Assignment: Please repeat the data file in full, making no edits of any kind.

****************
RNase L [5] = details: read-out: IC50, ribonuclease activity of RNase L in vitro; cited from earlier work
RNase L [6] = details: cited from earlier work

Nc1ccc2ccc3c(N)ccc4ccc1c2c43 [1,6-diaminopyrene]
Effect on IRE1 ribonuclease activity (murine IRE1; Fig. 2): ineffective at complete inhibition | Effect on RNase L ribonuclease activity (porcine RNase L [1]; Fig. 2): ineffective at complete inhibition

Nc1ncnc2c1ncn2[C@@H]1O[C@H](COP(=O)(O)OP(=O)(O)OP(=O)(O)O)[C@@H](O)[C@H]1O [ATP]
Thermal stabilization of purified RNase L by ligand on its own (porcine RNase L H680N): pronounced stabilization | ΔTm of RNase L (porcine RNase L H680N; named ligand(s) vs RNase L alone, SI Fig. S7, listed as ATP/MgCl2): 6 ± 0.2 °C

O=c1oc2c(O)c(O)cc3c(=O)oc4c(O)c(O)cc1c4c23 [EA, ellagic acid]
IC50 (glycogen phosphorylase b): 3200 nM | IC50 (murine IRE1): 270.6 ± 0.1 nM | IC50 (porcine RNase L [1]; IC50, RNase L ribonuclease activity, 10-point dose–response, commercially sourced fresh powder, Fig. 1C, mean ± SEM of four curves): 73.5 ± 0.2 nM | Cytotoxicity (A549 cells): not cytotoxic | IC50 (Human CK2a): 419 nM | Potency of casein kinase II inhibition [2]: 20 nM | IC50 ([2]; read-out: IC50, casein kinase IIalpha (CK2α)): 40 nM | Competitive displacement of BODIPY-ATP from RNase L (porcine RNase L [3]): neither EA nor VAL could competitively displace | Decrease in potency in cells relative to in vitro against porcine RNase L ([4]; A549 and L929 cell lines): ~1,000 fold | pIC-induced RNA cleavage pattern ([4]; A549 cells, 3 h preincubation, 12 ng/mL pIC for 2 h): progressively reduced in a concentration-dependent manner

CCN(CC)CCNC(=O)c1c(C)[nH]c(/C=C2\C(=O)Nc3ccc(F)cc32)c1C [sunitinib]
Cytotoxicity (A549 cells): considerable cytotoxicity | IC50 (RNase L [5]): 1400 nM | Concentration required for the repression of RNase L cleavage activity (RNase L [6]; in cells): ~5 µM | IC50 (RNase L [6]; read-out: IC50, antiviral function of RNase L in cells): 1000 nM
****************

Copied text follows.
RNase L [5] = details: read-out: IC50, ribonuclease activity of RNase L in vitro; cited from earlier work
RNase L [6] = details: cited from earlier work

Nc1ccc2ccc3c(N)ccc4ccc1c2c43 [1,6-diaminopyrene]
Effect on IRE1 ribonuclease activity (murine IRE1; Fig. 2): ineffective at complete inhibition | Effect on RNase L ribonuclease activity (porcine RNase L [1]; Fig. 2): ineffective at complete inhibition

Nc1ncnc2c1ncn2[C@@H]1O[C@H](COP(=O)(O)OP(=O)(O)OP(=O)(O)O)[C@@H](O)[C@H]1O [ATP]
Thermal stabilization of purified RNase L by ligand on its own (porcine RNase L H680N): pronounced stabilization | ΔTm of RNase L (porcine RNase L H680N; named ligand(s) vs RNase L alone, SI Fig. S7, listed as ATP/MgCl2): 6 ± 0.2 °C

O=c1oc2c(O)c(O)cc3c(=O)oc4c(O)c(O)cc1c4c23 [EA, ellagic acid]
IC50 (glycogen phosphorylase b): 3200 nM | IC50 (murine IRE1): 270.6 ± 0.1 nM | IC50 (porcine RNase L [1]; IC50, RNase L ribonuclease activity, 10-point dose–response, commercially sourced fresh powder, Fig. 1C, mean ± SEM of four curves): 73.5 ± 0.2 nM | Cytotoxicity (A549 cells): not cytotoxic | IC50 (Human CK2a): 419 nM | Potency of casein kinase II inhibition [2]: 20 nM | IC50 ([2]; read-out: IC50, casein kinase IIalpha (CK2α)): 40 nM | Competitive displacement of BODIPY-ATP from RNase L (porcine RNase L [3]): neither EA nor VAL could competitively displace | Decrease in potency in cells relative to in vitro against porcine RNase L ([4]; A549 and L929 cell lines): ~1,000 fold | pIC-induced RNA cleavage pattern ([4]; A549 cells, 3 h preincubation, 12 ng/mL pIC for 2 h): progressively reduced in a concentration-dependent manner

CCN(CC)CCNC(=O)c1c(C)[nH]c(/C=C2\C(=O)Nc3ccc(F)cc32)c1C [sunitinib]
Cytotoxicity (A549 cells): considerable cytotoxicity | IC50 (RNase L [5]): 1400 nM | Concentration required for the repression of RNase L cleavage activity (RNase L [6]; in cells): ~5 µM | IC50 (RNase L [6]; read-out: IC50, antiviral function of RNase L in cells): 1000 nM